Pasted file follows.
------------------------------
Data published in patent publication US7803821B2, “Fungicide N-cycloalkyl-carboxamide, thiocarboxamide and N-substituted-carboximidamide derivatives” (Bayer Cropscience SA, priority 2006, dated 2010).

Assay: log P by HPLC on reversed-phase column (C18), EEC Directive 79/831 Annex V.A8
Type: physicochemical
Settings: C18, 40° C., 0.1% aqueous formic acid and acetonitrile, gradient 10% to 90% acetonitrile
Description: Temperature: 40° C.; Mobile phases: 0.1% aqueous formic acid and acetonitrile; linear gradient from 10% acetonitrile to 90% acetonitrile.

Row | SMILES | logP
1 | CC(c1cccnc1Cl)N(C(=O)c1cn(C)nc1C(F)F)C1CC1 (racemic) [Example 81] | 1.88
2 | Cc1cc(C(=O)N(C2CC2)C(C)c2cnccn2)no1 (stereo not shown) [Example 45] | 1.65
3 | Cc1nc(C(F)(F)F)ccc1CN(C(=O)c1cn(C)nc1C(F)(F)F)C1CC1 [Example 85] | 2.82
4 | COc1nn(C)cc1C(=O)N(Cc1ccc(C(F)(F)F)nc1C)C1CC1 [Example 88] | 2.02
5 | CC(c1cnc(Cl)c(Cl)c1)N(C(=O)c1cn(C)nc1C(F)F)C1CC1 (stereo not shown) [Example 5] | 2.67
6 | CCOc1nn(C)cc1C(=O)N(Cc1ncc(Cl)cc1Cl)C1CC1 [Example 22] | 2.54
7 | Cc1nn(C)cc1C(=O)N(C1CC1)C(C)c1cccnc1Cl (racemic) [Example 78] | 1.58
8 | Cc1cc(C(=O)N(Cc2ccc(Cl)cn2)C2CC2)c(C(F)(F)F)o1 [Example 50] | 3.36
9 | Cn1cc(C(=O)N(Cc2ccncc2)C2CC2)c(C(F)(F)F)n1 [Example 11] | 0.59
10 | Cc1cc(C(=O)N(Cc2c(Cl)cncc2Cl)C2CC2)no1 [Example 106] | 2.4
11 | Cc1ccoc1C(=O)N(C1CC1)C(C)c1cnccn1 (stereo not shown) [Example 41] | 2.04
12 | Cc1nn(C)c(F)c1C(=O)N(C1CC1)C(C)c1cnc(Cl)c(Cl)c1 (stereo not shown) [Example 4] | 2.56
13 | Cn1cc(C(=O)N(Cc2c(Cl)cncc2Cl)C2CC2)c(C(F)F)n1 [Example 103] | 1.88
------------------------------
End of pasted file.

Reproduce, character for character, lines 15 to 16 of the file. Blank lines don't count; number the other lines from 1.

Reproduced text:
9 | Cn1cc(C(=O)N(Cc2ccncc2)C2CC2)c(C(F)(F)F)n1 [Example 11] | 0.59
10 | Cc1cc(C(=O)N(Cc2c(Cl)cncc2Cl)C2CC2)no1 [Example 106] | 2.4